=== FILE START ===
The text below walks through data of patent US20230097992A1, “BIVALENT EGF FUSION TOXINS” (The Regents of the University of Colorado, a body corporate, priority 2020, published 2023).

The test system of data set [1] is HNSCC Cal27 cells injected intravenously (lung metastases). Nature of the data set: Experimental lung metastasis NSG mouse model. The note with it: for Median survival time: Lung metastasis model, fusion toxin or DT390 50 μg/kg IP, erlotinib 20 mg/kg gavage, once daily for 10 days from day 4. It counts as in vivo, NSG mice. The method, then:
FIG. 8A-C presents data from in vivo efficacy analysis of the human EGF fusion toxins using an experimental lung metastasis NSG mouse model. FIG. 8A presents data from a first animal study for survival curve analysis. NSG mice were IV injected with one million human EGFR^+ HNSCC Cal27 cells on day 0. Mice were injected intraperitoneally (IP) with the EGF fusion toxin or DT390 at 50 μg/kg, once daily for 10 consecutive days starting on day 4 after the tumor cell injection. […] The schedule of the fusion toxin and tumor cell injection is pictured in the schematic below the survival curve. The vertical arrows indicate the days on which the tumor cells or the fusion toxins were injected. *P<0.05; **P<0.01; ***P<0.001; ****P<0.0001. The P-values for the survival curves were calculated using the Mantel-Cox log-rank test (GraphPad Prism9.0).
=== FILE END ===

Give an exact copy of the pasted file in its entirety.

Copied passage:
The text below walks through data of patent US20230097992A1, “BIVALENT EGF FUSION TOXINS” (The Regents of the University of Colorado, a body corporate, priority 2020, published 2023).

The test system of data set [1] is HNSCC Cal27 cells injected intravenously (lung metastases). Nature of the data set: Experimental lung metastasis NSG mouse model. The note with it: for Median survival time: Lung metastasis model, fusion toxin or DT390 50 μg/kg IP, erlotinib 20 mg/kg gavage, once daily for 10 days from day 4. It counts as in vivo, NSG mice. The method, then:
FIG. 8A-C presents data from in vivo efficacy analysis of the human EGF fusion toxins using an experimental lung metastasis NSG mouse model. FIG. 8A presents data from a first animal study for survival curve analysis. NSG mice were IV injected with one million human EGFR^+ HNSCC Cal27 cells on day 0. Mice were injected intraperitoneally (IP) with the EGF fusion toxin or DT390 at 50 μg/kg, once daily for 10 consecutive days starting on day 4 after the tumor cell injection. […] The schedule of the fusion toxin and tumor cell injection is pictured in the schematic below the survival curve. The vertical arrows indicate the days on which the tumor cells or the fusion toxins were injected. *P<0.05; **P<0.01; ***P<0.001; ****P<0.0001. The P-values for the survival curves were calculated using the Mantel-Cox log-rank test (GraphPad Prism9.0).